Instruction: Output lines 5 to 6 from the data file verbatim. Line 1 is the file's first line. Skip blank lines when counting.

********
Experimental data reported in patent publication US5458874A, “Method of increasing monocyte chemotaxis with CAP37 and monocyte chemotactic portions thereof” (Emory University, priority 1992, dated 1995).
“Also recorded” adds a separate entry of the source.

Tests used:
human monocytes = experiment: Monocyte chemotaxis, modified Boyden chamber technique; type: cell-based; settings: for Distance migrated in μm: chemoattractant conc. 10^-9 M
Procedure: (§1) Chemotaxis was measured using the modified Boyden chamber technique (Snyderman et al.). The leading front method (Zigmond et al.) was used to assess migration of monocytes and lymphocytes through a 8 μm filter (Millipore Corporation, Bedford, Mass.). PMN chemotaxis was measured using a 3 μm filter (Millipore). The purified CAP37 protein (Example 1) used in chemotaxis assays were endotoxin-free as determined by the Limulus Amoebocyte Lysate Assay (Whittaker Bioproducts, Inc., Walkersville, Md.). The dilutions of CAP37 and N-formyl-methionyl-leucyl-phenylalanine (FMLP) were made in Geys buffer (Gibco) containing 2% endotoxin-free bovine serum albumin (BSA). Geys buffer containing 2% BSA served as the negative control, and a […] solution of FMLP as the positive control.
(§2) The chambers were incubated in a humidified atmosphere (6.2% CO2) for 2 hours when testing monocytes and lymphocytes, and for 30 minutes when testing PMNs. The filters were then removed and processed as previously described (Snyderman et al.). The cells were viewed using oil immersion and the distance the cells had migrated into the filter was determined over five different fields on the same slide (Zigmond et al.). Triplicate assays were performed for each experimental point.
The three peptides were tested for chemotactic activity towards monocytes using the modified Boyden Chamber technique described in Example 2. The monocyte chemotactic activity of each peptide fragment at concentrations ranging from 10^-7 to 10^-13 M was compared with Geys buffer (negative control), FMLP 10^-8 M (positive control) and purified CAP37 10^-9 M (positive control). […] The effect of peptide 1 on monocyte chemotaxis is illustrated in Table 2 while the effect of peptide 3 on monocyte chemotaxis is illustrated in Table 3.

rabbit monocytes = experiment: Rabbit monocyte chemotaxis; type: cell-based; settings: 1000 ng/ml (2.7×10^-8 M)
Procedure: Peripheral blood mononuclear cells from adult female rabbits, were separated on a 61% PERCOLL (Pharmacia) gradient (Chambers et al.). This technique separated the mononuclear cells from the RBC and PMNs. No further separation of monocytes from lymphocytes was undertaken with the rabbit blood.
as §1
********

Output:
Procedure: (§1) Chemotaxis was measured using the modified Boyden chamber technique (Snyderman et al.). The leading front method (Zigmond et al.) was used to assess migration of monocytes and lymphocytes through a 8 μm filter (Millipore Corporation, Bedford, Mass.). PMN chemotaxis was measured using a 3 μm filter (Millipore). The purified CAP37 protein (Example 1) used in chemotaxis assays were endotoxin-free as determined by the Limulus Amoebocyte Lysate Assay (Whittaker Bioproducts, Inc., Walkersville, Md.). The dilutions of CAP37 and N-formyl-methionyl-leucyl-phenylalanine (FMLP) were made in Geys buffer (Gibco) containing 2% endotoxin-free bovine serum albumin (BSA). Geys buffer containing 2% BSA served as the negative control, and a […] solution of FMLP as the positive control.
(§2) The chambers were incubated in a humidified atmosphere (6.2% CO2) for 2 hours when testing monocytes and lymphocytes, and for 30 minutes when testing PMNs. The filters were then removed and processed as previously described (Snyderman et al.). The cells were viewed using oil immersion and the distance the cells had migrated into the filter was determined over five different fields on the same slide (Zigmond et al.). Triplicate assays were performed for each experimental point.